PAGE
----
Food for Thought: The Chemistry of Sugar

Today I purchased multiple bags of candy to pass out in a few days to eager trick-or-treaters in my neighborhood. Staring at the bags of candy on my counter I decided to open one piece and cure my craving. Bad idea. Three pieces later I am officially done and know that I have ruined my goal of cutting back on sugar intake. I’ve heard from healthy conscientious friends that giving up bread, fat, alcohol or even meat aren’t nearly as difficult as it is to truly give up sugar.

The Science of Sugar

Did you know that every time you eat sugar your brain releases dopamine? Dopamine is a neurotransmitter that actually tells your brain it’s happy, therefore it really feels like treat to eat sugar. If a little is good then a lot is great right? Wrong. For some people the urge to feel rewarded can be compounded into an addiction issue causing  a person to want more to feed the craving and cutting back on sugar can actually leave your brain feeling the effects of withdrawal symptoms. Sugar also affects the release of serotonin which makes the brain feel happy, so when you stop eating sugar and your serotonin levels drop you can actually feel depressed. Yikes!

What about artificial sweeteners?

I recently read an article by the American Chemical Society concerning a protein calls brazzein that is 2000 x’s sweeter than sugar. Although brazzein hasn’t been approved by the FDA there are tons of other substitutes on the market. I can see the appeal of the no or low calorie sugar substitutes but doing a quick search online there is no shortage of articles concerning the ill effects that sugar substitutes also play on a person’s health.

So what is a person to do with the holidays around the corner?


Just say no to all sugar! Just kidding. Completely avoiding sugar during holidays is almost impossible, after all tis the season for baking. Your best bet is to try and satisfy your sweet craving with a natural alternative like fruit or go ahead and indulge but in moderation. Plus if you completely binge on sugar then at least setting your new year goal will be easy.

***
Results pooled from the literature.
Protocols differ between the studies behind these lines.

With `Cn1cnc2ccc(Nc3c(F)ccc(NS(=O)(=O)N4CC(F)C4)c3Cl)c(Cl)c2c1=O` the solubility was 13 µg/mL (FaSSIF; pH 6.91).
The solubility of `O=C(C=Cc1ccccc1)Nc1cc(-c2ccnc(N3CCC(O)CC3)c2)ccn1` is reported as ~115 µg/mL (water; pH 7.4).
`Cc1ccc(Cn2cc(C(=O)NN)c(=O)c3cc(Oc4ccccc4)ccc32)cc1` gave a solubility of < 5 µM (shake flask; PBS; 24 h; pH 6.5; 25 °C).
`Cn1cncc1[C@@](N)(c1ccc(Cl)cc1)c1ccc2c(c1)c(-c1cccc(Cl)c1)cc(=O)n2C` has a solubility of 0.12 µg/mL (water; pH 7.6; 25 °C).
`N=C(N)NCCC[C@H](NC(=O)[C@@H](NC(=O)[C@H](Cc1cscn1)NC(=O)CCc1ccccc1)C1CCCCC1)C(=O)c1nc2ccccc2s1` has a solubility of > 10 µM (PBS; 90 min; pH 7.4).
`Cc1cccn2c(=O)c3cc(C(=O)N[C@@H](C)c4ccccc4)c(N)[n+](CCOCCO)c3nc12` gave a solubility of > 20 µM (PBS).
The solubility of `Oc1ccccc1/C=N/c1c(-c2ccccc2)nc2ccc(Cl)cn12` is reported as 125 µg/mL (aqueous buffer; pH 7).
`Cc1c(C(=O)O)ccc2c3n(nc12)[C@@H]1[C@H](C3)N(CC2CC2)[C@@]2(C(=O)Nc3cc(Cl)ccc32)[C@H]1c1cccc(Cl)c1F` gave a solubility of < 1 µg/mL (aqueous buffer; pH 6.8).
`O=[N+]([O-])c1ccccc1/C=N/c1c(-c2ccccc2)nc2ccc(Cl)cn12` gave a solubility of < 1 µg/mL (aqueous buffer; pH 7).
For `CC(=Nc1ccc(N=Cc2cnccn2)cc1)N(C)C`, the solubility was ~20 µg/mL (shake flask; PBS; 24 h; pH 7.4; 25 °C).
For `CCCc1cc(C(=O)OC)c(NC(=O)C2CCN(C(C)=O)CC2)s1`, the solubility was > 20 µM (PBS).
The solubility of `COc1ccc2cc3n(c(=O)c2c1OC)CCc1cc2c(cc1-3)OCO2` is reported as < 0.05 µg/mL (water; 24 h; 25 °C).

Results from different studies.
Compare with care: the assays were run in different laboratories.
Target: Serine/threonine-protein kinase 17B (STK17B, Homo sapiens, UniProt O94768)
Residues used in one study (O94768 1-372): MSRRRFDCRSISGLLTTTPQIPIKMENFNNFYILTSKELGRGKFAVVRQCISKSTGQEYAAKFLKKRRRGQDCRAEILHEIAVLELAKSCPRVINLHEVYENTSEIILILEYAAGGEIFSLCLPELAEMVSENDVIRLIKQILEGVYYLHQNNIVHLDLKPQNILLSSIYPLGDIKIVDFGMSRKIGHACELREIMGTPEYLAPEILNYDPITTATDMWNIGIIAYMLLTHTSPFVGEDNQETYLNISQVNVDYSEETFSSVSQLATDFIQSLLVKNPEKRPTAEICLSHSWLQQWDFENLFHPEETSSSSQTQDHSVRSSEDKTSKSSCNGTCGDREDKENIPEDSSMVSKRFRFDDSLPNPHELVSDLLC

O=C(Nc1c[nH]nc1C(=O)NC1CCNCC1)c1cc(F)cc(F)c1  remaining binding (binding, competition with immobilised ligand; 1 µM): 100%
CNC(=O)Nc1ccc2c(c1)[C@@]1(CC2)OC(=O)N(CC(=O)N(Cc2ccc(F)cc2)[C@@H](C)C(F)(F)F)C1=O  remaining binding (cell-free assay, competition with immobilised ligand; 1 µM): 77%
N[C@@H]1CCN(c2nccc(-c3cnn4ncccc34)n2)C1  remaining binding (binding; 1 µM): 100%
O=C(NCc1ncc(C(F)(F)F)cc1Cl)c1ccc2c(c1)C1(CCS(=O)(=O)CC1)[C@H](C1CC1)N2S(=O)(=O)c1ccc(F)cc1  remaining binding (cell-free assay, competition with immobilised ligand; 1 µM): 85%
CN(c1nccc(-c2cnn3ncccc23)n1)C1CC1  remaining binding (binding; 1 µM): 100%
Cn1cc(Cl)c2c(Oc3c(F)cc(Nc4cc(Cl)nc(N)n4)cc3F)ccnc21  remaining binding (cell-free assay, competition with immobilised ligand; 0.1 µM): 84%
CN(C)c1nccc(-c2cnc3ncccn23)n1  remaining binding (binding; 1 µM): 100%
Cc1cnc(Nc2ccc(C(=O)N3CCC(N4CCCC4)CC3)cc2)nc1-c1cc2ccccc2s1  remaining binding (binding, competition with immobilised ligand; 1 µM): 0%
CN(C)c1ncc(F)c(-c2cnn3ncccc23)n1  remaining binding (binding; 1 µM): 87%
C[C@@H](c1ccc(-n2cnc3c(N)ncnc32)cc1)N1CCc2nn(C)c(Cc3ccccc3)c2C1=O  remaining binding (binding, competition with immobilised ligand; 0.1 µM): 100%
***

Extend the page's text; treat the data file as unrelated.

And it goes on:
If you’re interested in the chemistry of candy, checkout this great Infographic from Compound Interest:

What does the DWCP have to do with The Brady Bunch?

brady-bunchSometimes I feel like Jan Brady, but instead of hearing about ‘Marcia, Marcia, Marcia’, I hear about ‘Email, Email, Email’ (to those unfamiliar with the early 70s show The Brady Bunch, just ignore the reference, you haven’t missed much, I promise). Here’s the point: Our Subscribers enjoy information that is difficult to find all in one spot, for example, product lists, certifications and import/export data and contact information, specifically, current and accurate email addresses. And I get it. The DWCP helps a User find a verified producer of hard-to-find specialty chemical, with the right certifications, with the right production capacity, in the right part of the world…only to see the contact as or worse, be provided a specific email address that bounces back. Wah-waaaaah. We hear you and here’s what we’re doing about it:
  1. We regularly extract all emails in the DWCP
  2. We regularly crawl the sites of the companies listed in the DWCP We take ALL those emails and just dump in the DWCP, right? Wrong!
  3. All current and new addresses are run through an email validation program
  4. Then each valid email is manually verified by our research staff who confirm the email is relevant and appropriate to be in the DWCP.
How’s this working? In October, 6,784 email addresses were reviewed. Just 2,138 were validated as correct and appropriate contacts. Now, how do I end this blog with a clever reference to The Brady Bunch? I suppose you could say that like Alice we are cleaning up our emails and data.

Is Your Business Considering Purchasing a Chemical Sourcing and Sales Tool in 2016? Here Is What You Need to Know First

As the end of 2015 is rapidly approaching many procurement and sales & marketing professionals are creating budgets for 2016. We all know the process, you analyze where your best business came from earlier in the year and evaluate the ROI for the processes and tools you currently have in place.

This leads to a discussion of where to put your company dollars in 2016. For many companies it’s time to decide if the business is ready for a chemical sourcing and sales tool. Picking the right database can be stressful and often brings up a lot of questions. After all, there are many options on the market, and you want to make the right decision for your business.

Industry intelligence comes with a price tag, and choosing the wrong solution could be costly. This white paper was written to help you ask the right questions before you buy, so you can select the chemical sourcing and sales tool that suits your needs.